I've been couch-bound most of the week, a seemingly innocuous cold turning feverish, and I've learned the hard way that pushing through these times when the body has its hands full fighting off these bugs only prolongs things. Best to succumb to tea, chicken soup, mostly horizontal rest, and when awake, light reading and/or tv watching - the Olympics coverage has been good company!
Yesterday though, I was out of the fog, temperature down, and getting antsy to be doing a little something on the sewing front. I settled on piecing together the binding strips for the baby quilt, as they were already cut and wouldn't take much mental energy (although you'd be surprised at what an effort it was!). When you know what you will use for binding a quilt, sometimes it's nice to have it all ready to go ahead of time. I picked up this trick somewhere quite some time ago for taming and storing long lengths of pieced binding. All you are doing is accordion-folding it about every 18 inches or so and then feeding the folds on one side onto a large safety pin. It holds it neatly together until you are ready to apply it, at which point you remove one fold at a time from the safety pin as you come to it, the bulk of the folded binding resting in your lap.
I love when I get comments on a post, and I especially enjoyed the ones I received about piecing batting. Good to know I'm not the only frugal person out there (remembering what Harriet said was the number one reason quilters listed for choosing a particular batting was . . . it comes in the right size!) There was also a theme there I decided should be addressed in its own post, because it was something I'd been thinking about, even as I went through my process and described it to you. These things I often do that I am fully aware many quilters don't bother with and do not make their quilts any less than mine have their basis in traditional quilt making of BED QUILTS, not wall quilts and certainly not art quilts. The type of join Harriet Hargrave suggests will stand up to a quilt being washed and tugged during use as well as stay mostly invisible. It's a matter of practicality born out of observing how antique quilts have held up over the years and how these methods might help our own quilts last longer under heavy use, or at least to make us less hesitant to take them off the shelf and use them.
|Mill Stars 2002 which won many awards including this blue ribbon at an AQS Nashville Exposition. It is far from perfect and not an original design, but I did obsess over making it as perfect as was within my abilities.|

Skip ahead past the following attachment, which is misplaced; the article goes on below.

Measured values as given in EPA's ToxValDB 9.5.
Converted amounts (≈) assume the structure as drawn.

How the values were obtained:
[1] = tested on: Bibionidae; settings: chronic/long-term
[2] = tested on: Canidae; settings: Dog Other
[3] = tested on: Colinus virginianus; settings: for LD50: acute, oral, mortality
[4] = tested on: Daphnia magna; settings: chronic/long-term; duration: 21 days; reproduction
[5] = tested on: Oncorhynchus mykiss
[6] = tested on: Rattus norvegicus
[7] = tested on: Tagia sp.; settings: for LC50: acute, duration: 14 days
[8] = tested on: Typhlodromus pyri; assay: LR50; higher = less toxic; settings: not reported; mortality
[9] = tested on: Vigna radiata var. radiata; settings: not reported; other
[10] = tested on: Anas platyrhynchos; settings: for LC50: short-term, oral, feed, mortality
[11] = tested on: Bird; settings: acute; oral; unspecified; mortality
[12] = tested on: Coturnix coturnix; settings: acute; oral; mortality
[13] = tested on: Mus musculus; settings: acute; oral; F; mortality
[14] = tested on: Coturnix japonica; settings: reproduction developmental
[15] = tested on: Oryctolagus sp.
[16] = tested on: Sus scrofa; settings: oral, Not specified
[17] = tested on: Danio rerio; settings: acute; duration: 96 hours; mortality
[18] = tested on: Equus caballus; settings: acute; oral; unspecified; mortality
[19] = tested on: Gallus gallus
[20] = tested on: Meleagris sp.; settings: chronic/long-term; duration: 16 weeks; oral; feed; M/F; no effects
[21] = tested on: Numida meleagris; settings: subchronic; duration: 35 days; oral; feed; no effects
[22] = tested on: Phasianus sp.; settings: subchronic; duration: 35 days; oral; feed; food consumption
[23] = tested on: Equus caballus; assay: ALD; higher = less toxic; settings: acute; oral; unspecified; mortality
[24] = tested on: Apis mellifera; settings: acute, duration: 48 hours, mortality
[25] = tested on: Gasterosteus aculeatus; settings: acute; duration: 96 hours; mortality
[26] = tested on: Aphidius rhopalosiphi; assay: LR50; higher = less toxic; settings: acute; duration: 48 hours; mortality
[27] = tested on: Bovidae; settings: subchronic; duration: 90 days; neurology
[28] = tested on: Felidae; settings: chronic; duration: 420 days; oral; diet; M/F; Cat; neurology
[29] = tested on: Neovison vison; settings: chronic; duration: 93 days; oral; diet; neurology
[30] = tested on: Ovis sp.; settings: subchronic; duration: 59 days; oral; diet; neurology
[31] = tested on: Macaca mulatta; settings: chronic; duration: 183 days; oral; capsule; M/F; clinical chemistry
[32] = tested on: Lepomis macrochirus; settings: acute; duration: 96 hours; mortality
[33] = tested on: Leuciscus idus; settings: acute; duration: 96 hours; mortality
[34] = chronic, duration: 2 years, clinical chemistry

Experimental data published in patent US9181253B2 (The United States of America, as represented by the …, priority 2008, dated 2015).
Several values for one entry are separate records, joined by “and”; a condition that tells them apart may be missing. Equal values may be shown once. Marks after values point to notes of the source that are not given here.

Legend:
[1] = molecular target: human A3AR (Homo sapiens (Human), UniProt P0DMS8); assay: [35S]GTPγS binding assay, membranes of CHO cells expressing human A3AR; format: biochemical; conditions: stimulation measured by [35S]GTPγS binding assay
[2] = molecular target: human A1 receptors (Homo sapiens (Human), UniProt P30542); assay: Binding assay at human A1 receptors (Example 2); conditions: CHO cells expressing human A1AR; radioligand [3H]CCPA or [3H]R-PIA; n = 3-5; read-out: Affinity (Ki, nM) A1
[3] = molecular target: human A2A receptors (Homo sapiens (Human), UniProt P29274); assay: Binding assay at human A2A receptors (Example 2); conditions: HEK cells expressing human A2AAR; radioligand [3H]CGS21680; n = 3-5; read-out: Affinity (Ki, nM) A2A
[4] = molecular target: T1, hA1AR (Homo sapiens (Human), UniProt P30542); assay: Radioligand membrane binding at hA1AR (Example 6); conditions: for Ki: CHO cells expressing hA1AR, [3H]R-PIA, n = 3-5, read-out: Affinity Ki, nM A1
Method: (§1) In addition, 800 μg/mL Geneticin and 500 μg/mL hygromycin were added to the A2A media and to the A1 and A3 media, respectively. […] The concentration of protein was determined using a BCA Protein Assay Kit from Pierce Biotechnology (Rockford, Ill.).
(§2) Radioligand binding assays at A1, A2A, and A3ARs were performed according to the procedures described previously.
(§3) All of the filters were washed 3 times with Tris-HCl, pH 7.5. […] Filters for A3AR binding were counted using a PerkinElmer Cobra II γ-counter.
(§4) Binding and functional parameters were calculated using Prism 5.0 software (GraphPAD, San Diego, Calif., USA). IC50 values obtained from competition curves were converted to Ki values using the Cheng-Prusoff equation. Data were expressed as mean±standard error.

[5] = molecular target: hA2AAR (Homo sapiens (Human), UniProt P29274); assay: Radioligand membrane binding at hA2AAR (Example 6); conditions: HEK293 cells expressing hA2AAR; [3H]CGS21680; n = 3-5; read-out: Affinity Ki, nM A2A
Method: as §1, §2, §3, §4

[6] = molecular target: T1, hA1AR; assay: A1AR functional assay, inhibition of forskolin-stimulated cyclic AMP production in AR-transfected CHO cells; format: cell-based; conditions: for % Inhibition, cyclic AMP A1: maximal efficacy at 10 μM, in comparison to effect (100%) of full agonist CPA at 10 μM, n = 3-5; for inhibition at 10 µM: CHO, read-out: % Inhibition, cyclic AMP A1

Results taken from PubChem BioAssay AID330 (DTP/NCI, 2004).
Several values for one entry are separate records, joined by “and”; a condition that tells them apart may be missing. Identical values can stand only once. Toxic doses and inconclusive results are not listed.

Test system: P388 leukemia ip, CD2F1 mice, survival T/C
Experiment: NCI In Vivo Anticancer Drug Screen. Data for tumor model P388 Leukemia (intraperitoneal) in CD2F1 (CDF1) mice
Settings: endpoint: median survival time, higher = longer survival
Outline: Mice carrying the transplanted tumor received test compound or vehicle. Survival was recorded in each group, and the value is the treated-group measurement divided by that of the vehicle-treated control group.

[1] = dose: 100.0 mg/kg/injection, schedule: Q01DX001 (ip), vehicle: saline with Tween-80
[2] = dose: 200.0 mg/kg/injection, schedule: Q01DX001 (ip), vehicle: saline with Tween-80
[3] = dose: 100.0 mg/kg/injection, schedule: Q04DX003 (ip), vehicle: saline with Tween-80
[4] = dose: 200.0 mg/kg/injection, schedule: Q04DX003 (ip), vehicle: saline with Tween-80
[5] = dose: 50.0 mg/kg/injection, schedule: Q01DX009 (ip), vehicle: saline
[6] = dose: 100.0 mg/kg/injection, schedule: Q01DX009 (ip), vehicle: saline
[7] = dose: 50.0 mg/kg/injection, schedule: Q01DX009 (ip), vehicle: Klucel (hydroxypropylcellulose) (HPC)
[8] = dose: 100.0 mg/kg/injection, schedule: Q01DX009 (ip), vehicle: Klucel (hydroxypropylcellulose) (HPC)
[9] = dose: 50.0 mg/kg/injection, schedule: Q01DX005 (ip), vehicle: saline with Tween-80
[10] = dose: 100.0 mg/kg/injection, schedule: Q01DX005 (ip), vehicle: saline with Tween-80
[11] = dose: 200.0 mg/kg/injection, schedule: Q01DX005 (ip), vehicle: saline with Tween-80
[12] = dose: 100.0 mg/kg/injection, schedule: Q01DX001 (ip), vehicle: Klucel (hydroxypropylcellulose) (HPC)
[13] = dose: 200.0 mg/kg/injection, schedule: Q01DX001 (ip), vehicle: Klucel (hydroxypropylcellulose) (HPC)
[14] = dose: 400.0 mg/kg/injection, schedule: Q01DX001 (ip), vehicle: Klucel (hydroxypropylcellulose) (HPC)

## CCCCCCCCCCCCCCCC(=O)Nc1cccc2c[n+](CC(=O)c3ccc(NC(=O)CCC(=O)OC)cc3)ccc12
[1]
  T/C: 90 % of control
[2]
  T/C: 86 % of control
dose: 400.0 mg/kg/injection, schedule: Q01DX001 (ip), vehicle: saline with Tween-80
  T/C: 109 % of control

And then there is the whole quilt exhibit and competition thing, where every single technical and design portion of a quilt is scrutinized to within an inch of its life. You might not be bothered by seeing the faint line of a batting join on the quilt you snuggle under, but a quilt judge will see that and make a big point of it, no matter how beautiful and well constructed and well quilted the rest of it may be. That's just the way it is, and I used to enter these shows all the time. So yes, I was always striving to do my very best on every part of the quilt process, and managed to win a few ribbons in the process! That made all that effort worth it for me.
But I didn't realize just how stressful all that made my quilting process until I left the world of quilt shows and focused on art quilts. I distinctly remember the moment when I realized, with some relief, that no one would be inspecting the quilt stitches on the back of the art quilt I was working on, so I could relax and just worry about the front. With the exception of not worrying about a neat back, I still tend towards neat and tidy and yes, often precise, in my designs and in carrying them out, but that is as much about my aesthetic as it is about my training. But trust me, I have loosened up immensely since my traditional quilt-making days, and do things now that my old self would be aghast and very disapproving of! But when I do get back to making something like the baby quilt or a lap quilt that I know will be used and washed, the old ways kick in.
That you think I work with precision I take as a compliment, but really, I think it is just the way I am most comfortable in approaching all parts of my life, with a certain order and neatness in which I find enjoyment and satisfaction. So methods presented to me early in my quilting that fit my need for order and neatness that were also backed up with reasoning for doing them, why they worked or solved a particular problem really appealed to me and became my standard go to methods. It would make sense that I'd carry those over into my art quilting, even though some of them aren't really necessary for a successful outcome. I DO use spray baste on many of my art quilts, especially when I am concerned about the holes that safety pins might leave, but also because I'm in a hurry. If heavily quilted enough over any joins of butted pieces of batting, that basting spray which will not be washed out should sufficiently hold those joins in place - yes Margaret, God has weighed in on that! ;-) As for the basting tape, Mary, I've not actually held it in my hand to know how lightweight it might be, so am suspicious about the bulk or stiffness it might add to the join. That suspicion might be totally unwarranted, so if anyone has actually used that product, please chime in.
I'm still not quite up to snuff to start tackling the quilting of the baby quilt - just the use of the word "tackling" shows you how I feel about the machine quilting that lies ahead - but I am so pleased with the top and its color combinations that are somewhat unusual for me to use, and excited to try out the ideas I have for quilting it. And I am secure in the knowledge that I have prepared it the best way I know how to make the quilting process go as smoothly as possible.